Amazon smart-locker in Houston, Texas. Photo: Trong Nguyen/Shutterstock.
Business

Brazilian e-commerce has 1 million new customers and urgently wants new rules for omnichannel

If Congress passes a bill with the required changes, the sector will be able to sell 25% more and serve consumers who live in cities where delivery services do not reach

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Since March, when measures of social isolation began as a way to curb infections by the new coronavirus in the country, Brazilian e-commerce has lived days of accelerated development. According to the Brazilian Electronic Commerce Association (Abcomm), more than 80,000 new retailers have made their debut in the online universe in recent weeks and those who already sold on the Internet started to serve a new audience: at least 1 million new customers who, having no other alternative at the moment ventured into e-commerce.

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Faced with this scenario, the sector requests that the lower house of the National Congress urgently consider the bill 148/2019, which seeks to reduce bureaucracy around the omnichannel operation in the country.

As LABS showed in August last year, the bill proposes a tax update that, among other points, facilitates the opening of click and collect points for products purchased online and allows for less costly reverse logistics for e-commerce (a cost which is invariably passed on to the consumer today).

Currently, to open a point of collection and withdrawal of products, Brazilian e-businesses need to create a specific registration number for that location, which also generates expenses and taxes related to the operation of that location. Another way to circumvent bureaucracy is to enter into partnerships with other companies that can serve as a collection point, such as Inpost, Pegaki, and Clique Retire, companies that offer smart-lockers in Brazil and are specialized in this type of solution a la Amazon.

In the U.S., the American giant today has more than 2,000 smart-lockers, but it also offers the service in European countries and, more recently, has been experimenting with the solution in emerging countries such as India. Through the Amazon system, those who live in one of the cities that offer the service can register a locker as an address at the time of purchase.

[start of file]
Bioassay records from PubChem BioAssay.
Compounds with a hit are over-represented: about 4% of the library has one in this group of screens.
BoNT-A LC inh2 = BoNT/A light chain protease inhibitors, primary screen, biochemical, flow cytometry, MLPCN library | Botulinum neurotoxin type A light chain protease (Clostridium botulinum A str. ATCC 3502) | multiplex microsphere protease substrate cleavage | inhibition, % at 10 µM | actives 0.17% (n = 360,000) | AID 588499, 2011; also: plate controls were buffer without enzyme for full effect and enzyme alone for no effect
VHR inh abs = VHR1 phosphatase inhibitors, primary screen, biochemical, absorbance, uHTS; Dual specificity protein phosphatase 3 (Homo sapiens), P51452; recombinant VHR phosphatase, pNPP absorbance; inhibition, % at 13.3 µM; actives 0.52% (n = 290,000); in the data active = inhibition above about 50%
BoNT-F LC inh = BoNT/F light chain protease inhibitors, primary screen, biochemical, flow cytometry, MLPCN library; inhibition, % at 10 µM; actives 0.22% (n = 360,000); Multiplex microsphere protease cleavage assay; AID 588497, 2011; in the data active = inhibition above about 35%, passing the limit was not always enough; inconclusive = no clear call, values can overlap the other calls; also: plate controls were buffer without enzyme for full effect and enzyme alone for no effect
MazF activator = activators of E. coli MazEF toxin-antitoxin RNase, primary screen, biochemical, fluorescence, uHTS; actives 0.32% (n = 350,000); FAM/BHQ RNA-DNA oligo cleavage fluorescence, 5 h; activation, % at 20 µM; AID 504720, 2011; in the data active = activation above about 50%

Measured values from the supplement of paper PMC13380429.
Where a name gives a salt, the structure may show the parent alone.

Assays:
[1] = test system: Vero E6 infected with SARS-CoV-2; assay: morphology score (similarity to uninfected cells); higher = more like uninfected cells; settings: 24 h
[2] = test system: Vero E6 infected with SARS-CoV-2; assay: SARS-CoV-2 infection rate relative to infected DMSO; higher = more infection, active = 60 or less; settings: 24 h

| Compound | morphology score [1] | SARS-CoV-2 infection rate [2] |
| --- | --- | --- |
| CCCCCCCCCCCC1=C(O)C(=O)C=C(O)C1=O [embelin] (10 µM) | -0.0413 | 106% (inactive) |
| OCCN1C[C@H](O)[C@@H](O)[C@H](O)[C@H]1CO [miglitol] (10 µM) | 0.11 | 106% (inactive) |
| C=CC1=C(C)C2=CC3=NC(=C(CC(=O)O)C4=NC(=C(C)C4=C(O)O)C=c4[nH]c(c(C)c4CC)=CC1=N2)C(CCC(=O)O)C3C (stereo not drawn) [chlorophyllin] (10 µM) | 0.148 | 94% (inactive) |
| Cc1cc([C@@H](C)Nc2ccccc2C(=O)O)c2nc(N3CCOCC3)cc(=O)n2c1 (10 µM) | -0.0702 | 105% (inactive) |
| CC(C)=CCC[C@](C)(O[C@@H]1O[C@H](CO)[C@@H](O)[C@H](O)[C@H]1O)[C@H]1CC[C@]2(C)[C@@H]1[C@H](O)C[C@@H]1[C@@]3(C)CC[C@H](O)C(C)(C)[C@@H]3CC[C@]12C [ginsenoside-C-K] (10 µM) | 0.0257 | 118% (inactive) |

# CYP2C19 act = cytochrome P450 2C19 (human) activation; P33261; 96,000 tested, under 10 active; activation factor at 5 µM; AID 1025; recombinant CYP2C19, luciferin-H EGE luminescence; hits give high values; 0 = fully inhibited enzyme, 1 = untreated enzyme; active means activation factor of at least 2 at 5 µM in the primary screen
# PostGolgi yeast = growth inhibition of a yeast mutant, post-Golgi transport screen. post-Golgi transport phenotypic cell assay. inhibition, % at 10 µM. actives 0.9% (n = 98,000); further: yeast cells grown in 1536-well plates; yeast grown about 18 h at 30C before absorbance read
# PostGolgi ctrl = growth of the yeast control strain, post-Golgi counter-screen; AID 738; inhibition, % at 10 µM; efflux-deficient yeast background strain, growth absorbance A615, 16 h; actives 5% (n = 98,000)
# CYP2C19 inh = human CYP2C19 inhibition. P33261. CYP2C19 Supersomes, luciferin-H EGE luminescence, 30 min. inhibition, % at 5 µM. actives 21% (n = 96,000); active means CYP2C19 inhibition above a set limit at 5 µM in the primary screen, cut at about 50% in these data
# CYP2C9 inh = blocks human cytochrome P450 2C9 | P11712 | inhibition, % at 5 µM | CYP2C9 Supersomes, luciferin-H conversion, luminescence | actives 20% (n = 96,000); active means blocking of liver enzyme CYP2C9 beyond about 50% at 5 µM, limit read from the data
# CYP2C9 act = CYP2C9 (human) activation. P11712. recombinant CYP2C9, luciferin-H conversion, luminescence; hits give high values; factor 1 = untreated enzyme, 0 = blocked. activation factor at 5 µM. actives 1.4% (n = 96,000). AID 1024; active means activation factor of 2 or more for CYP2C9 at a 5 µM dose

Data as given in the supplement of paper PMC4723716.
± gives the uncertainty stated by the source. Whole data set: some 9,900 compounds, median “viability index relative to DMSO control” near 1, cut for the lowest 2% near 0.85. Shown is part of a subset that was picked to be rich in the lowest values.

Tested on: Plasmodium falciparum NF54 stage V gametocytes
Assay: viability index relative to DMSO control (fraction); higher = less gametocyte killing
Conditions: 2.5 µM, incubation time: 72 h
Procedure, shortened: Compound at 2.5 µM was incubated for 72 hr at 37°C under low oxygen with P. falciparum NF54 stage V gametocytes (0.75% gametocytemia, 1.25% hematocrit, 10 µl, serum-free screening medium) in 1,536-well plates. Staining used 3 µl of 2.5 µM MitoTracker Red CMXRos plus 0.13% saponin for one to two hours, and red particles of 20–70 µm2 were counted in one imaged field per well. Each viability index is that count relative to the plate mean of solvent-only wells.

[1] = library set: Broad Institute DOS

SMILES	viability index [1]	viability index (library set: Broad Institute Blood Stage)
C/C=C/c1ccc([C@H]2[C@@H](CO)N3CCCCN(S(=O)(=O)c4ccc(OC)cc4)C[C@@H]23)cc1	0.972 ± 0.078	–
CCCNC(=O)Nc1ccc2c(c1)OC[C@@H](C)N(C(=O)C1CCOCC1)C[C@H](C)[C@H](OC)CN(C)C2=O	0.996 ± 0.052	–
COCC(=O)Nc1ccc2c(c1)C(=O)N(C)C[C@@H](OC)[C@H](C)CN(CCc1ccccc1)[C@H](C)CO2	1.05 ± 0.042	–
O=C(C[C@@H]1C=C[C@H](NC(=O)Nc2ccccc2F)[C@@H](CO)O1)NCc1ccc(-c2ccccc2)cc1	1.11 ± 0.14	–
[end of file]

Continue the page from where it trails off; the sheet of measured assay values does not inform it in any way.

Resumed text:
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Those who operate in the physical world can also make physical stores a collection point, as is the case with the Brazilian clothing and accessories retailers Amaro, C&A, or Renner. But those who sell only online and are not authorized to operate physically cannot simply accredit partner establishments as collection and withdrawal points, a limitation to multichannel operations in the country.

By establishing a simpler tax regime for this operation, the process becomes less bureaucratic and costly. At the same time, those who withdraw can also easily return the product, which would pave the way for more efficient reverse logistics. Today, Brazilian law does not authorize the issuance of a return invoice for repentance or dissatisfaction, only for guarantee or exchange. With the absence of this legal provision, e-commerces end up paying taxes on a purchase that has not been actually made.

The solution would be similar to that used today by freight and storage companies in the country, which operate as loyal depositaries for the goods traded to them entrusted during the delivery or storage service. Today, this type of service does not generate any new invoice issuing on the commercialized goods, only on the (delivery or storage) service itself.

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With the proposed changes, companies would also be able to serve consumers who do not have a formal address or live in a location where the postal services simply do not reach. And there are many in a continental country like Brazil. Freight costs, in general, would also fall with the popularization of this withdrawal option.

Estimates made in 2019 point out that these changes could increase e-commerce sales by 25% (or 75 million more orders). From last year until now, the project has passed through all the committees of the lower house in Congress, and, since February, it is ready to be voted on in the plenary.

“The omnichannel is now blocked in some regions of the country that have no address or that delivery trucks do not reach for other reasons. If people can buy and pick up at any point, such as at the gas station, or at a pharmacy close to their home, it will help the sector a lot. Now we have to convince Rodrigo Maia (the president of the lower house of the National Congress) that this is, more than ever, an important project to be considered”, said the president of Abcomm, MauricioSalvador, to LABS. Once approved by the House, the bill also needs to pass the Senate.